INDEPENDENT NEWS

Cablegate: Colombia Three Turn Themselves In

Published: Thu 18 Aug 2005 03:40 PM
This record is a partial extract of the original cable. The full text of the original cable is not available.
C O N F I D E N T I A L DUBLIN 001022
SIPDIS
E.O. 12958: DECL: 01/31/2015
TAGS: PREL PGOV PTER KCRM EI CO
SUBJECT: COLOMBIA THREE TURN THEMSELVES IN
REF: A. DUBLIN 1006 AND PREVIOUS
B. BOGOTA 7727
Classified By: Deputy Chief of Mission Jonathan S. Benton; Reasons 1.4
(B) and (D).
1. (C) Summary: On August 18, the Colombia Three voluntarily
presented themselves to the Irish police. The Irish
Department of Justice (DOJ) believes that the Garda will
release the men and turn to the Director of Public
Prosecutions for a decision on charges. The DOJ has also
asked for Embassy assistance in obtaining information on the
FARC, in anticipation of legal cases against the Colombia
Three. End summary.
2. (C) On August 18, Irish Department of Justice (DOJ)
Secretary General Sean Aylward informed Ambassador that the
SIPDIS
Colombia Three (James Monaghan, Niall Connelly, and Martin
McCauley, who fled Colombia following convictions last
December for training the FARC) would voluntarily present
themselves to the Irish police (Garda) (ref A). Under a
prior arrangement with the Garda, the three arrived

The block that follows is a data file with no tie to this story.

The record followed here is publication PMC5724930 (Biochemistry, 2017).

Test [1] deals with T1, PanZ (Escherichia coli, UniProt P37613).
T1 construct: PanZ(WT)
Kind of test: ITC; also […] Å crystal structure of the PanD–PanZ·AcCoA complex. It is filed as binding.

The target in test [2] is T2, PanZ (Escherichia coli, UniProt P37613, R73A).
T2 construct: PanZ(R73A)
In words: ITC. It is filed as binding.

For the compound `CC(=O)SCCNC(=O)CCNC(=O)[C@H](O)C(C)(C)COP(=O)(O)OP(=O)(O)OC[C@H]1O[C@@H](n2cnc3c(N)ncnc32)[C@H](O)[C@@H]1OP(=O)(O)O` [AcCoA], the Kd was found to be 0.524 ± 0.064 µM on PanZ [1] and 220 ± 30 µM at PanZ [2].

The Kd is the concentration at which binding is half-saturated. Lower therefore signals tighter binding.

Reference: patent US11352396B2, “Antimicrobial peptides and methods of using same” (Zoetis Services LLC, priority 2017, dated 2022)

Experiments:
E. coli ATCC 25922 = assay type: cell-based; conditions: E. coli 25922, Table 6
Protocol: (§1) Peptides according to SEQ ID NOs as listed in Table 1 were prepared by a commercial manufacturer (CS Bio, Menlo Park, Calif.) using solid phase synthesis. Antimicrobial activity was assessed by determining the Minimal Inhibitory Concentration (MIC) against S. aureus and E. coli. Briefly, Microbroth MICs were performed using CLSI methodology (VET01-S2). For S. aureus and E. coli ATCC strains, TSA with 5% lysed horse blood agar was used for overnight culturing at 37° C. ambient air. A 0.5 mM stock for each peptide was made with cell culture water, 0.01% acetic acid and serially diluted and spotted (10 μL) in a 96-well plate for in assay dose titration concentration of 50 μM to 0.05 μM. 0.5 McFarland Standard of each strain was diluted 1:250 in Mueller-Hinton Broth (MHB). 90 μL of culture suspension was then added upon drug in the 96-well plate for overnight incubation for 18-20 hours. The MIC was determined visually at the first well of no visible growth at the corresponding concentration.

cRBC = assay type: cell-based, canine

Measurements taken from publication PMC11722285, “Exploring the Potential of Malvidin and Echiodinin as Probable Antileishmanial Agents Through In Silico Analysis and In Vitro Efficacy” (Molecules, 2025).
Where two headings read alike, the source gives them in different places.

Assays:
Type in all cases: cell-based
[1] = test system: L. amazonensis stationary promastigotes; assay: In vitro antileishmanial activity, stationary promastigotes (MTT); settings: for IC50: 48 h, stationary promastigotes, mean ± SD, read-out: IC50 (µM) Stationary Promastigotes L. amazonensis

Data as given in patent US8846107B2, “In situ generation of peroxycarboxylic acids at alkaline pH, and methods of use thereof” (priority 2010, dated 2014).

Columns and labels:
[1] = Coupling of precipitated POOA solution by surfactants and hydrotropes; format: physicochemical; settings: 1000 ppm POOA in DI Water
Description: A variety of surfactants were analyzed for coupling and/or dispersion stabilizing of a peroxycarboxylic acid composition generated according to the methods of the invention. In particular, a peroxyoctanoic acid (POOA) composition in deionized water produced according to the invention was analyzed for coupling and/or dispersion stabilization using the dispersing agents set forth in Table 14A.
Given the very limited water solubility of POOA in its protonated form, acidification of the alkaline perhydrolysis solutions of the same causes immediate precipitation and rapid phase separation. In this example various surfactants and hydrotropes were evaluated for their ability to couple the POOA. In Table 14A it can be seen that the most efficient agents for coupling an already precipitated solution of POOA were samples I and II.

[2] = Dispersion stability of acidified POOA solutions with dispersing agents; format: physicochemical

separately with their respective legal representatives at
three police stations in Dublin. DOJ Assistant Secretary Ken
O'Leary told Emboff that the Garda were questioning the men
in connection with possible offenses under Irish law, ranging
from use of fake travel documents to participation in
terrorist activities. O'Leary believed that the Garda would
release the men after questioning and would prepare a report
for the Director of Public Prosecutions (DPP), James
Hamilton, who would have responsibility for deciding on
charges. (Under Irish law, the Garda cannot hold a suspect
for more than 12 hours without bringing charges. The DPP
would have no time limit within which to announce charges if
the men were released within 12 hours.)
3. (C) Anticipating likely legal cases against the Colombia
Three, O'Leary asked for Embassy/USG recommendations on
open-source information (websites and published reports)
regarding the FARC. He also requested USG intelligence on
the FARC's relationship with the IRA, particularly with the
Colombia Three. Embassy is pursuing these requests.
4. (U) The Irish television station, RTE, reported that the
Garda had "arrested" Connelly for obtaining a false Irish
passport, an offense under Section Four of the Criminal
Justice Act. RTE also reported that Monaghan and McCauley
were speaking with the Garda on a voluntary basis and that
the Garda had been in touch with the Colombia Three's legal
representatives since their return to Ireland. O'Leary later
clarified for Emboff that Connelly had not been charged, but
rather was being "questioned under caution" with regard to
the passport issue.
5. (C) Rita O'Hare, Sinn Fein representative to the United
States, told Embassy that Sinn Fein was considering a
statement on the matter. She believed that the statement, if
issued, would refer to the importance of enabling the
Colombia Three to get on with their lives and their families.
KENNY
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